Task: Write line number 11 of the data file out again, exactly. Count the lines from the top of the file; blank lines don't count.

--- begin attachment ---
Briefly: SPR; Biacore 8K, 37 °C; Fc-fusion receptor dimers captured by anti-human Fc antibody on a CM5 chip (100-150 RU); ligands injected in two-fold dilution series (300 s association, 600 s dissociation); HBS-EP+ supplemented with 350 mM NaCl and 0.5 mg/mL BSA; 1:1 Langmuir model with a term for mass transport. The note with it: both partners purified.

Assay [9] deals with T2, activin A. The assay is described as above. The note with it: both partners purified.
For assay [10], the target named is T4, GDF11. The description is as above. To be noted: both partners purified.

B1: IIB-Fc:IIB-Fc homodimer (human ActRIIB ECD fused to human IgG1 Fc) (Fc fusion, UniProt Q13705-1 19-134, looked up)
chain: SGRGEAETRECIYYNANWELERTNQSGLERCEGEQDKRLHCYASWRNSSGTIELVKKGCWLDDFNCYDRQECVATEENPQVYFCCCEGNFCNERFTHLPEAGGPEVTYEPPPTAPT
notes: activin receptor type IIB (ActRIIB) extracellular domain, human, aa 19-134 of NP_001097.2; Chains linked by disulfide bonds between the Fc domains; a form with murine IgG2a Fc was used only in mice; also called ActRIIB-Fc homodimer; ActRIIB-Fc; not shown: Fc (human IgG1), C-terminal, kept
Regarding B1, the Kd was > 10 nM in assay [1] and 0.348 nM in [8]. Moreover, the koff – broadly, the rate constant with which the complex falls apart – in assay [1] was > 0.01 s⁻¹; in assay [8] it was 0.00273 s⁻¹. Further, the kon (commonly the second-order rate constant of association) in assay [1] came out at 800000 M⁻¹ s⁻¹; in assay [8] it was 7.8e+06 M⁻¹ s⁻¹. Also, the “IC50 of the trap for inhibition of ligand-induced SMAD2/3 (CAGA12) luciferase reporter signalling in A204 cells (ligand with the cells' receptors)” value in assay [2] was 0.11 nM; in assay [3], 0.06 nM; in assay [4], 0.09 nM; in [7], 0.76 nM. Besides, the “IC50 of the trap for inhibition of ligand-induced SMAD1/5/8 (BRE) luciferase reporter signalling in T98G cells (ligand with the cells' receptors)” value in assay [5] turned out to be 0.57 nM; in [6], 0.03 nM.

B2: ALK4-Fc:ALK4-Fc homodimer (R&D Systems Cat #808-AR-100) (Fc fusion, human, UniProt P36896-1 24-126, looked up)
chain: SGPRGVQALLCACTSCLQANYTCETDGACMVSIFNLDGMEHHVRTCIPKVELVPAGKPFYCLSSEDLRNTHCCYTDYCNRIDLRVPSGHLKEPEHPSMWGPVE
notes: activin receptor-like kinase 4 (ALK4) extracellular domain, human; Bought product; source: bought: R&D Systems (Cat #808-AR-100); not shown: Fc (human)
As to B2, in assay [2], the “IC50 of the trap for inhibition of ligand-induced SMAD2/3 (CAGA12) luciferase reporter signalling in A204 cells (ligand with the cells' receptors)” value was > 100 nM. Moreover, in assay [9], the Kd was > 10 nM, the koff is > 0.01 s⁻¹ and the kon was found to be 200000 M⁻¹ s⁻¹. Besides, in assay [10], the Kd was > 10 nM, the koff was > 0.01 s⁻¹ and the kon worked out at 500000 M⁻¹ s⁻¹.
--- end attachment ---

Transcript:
As to B2, in assay [2], the “IC50 of the trap for inhibition of ligand-induced SMAD2/3 (CAGA12) luciferase reporter signalling in A204 cells (ligand with the cells' receptors)” value was > 100 nM. Moreover, in assay [9], the Kd was > 10 nM, the koff is > 0.01 s⁻¹ and the kon was found to be 200000 M⁻¹ s⁻¹. Besides, in assay [10], the Kd was > 10 nM, the koff was > 0.01 s⁻¹ and the kon worked out at 500000 M⁻¹ s⁻¹.